By Ryan E. Alekman, Attorney and David Wolf, Attorney
Published by Child Injury Lawyer Network
The Centers for Disease Control and Prevention have estimated that one in 150 children in the United States has some form of Autism. In Massachusetts that number is closer to one in 132. In the State of Massachusetts, autistic children under the age of three are currently are eligible to receive 40 hours of therapy through the Massachusetts Department of Public Health’s early intervention services. But after that, the family is entirely dependent on their local school district. For children who need more help than the school district can provide, the family is on their own to find and pay for needed services.
Massachusetts State Representative, Barbara L’Italien, D-Andover has a nineteen year old autistic son, and has introduced a bill to the Massachusetts State Senate that would require insurance companies to cover treatment for Autism at the same level as for other ailments. The bill is part of a nationwide campaign by Autism Speaks, an autism advocacy group, to improve services for autistic children.
According to L’Italien, her son’s medical needs are just as real as those required for other, covered services, such as treatment for her daughter’s asthma.
Autism Speaks has commissioned a report in support of this bill and others like it; it shows that extending autism coverage to all insured persons would increase premiums by less than 1% annually, or about $40 per person covered. The report did indicate that the rate of increase is difficult to figure.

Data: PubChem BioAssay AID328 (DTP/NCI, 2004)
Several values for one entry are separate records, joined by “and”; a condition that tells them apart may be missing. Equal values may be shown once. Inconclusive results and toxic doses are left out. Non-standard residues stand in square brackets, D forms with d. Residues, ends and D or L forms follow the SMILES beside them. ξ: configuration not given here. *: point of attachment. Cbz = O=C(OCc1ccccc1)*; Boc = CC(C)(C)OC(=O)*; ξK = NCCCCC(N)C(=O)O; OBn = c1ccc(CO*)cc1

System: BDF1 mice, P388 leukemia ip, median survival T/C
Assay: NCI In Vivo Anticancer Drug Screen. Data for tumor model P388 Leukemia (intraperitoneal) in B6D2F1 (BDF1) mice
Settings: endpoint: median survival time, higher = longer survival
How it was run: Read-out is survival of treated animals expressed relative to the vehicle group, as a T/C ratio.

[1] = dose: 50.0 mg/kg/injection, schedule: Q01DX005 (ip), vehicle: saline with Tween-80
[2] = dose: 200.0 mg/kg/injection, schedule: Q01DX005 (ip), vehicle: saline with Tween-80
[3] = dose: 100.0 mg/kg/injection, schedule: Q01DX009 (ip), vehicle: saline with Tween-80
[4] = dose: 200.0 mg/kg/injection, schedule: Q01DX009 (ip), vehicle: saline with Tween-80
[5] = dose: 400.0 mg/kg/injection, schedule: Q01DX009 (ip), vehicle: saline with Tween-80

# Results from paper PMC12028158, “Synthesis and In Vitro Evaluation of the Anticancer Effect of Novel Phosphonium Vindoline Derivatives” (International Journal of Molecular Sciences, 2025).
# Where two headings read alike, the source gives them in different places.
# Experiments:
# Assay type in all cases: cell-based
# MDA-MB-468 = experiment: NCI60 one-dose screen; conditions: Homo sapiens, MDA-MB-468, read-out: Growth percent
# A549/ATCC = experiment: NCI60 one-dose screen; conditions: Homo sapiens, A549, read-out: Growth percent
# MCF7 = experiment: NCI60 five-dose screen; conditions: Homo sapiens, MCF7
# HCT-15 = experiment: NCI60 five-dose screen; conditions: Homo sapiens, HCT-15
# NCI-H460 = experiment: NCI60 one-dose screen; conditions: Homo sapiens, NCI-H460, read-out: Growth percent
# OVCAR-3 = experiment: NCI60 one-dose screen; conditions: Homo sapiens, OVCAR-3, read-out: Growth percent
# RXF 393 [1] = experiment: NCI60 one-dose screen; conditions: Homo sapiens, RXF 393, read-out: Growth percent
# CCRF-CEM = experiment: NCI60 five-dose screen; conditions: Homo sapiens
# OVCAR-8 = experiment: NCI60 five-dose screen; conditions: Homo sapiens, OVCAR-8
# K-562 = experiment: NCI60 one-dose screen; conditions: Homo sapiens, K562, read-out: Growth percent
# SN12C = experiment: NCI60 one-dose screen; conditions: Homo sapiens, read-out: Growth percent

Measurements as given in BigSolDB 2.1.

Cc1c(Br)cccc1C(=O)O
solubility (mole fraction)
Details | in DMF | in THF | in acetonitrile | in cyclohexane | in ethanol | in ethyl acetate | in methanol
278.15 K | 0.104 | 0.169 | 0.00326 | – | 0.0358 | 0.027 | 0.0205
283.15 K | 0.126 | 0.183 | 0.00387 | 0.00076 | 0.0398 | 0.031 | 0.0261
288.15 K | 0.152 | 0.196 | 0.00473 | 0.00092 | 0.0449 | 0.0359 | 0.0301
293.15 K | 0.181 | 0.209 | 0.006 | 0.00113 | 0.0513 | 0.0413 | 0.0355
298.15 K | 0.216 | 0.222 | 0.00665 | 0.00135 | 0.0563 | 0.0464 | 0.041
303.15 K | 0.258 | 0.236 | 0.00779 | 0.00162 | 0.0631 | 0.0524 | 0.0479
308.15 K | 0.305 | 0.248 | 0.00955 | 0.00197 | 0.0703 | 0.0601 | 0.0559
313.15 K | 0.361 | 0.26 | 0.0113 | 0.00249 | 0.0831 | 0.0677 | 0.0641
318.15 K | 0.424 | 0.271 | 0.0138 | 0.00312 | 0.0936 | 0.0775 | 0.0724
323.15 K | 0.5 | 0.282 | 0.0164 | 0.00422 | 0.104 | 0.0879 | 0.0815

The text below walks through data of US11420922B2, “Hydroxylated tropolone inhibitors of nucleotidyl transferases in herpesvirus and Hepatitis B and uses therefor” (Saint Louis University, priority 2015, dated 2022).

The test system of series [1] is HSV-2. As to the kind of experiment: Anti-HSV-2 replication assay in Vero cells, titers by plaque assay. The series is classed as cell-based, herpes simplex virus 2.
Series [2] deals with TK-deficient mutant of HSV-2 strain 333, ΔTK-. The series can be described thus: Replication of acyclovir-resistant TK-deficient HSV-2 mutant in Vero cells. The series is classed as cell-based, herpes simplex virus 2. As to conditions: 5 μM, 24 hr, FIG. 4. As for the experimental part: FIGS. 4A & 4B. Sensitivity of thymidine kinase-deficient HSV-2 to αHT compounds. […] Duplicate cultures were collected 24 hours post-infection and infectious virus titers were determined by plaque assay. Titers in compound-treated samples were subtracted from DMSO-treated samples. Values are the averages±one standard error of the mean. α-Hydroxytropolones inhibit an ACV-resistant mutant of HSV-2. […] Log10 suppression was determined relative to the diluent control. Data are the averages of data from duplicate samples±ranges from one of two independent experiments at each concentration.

Opponents say that any increase is too much in a down economy, and that it would place a burden on small businesses. They add that only Massachusetts residents insured by state licensed insurance companies would benefit from the bill – about half of the population of the state. The bill’s proponents say that the bill would ease budget pressure on the state’s schools, which often provide the bulk of services to children with autism.
The bill has more than 100 co-sponsors, and supporters are optimistic that it will pass. That would make Massachusetts the 16th state in the US to require insurance to pay for autism treatments. Find out more about the bill and the plight of autistic children in Massachusetts at Bill seeks coverage for autism services.</a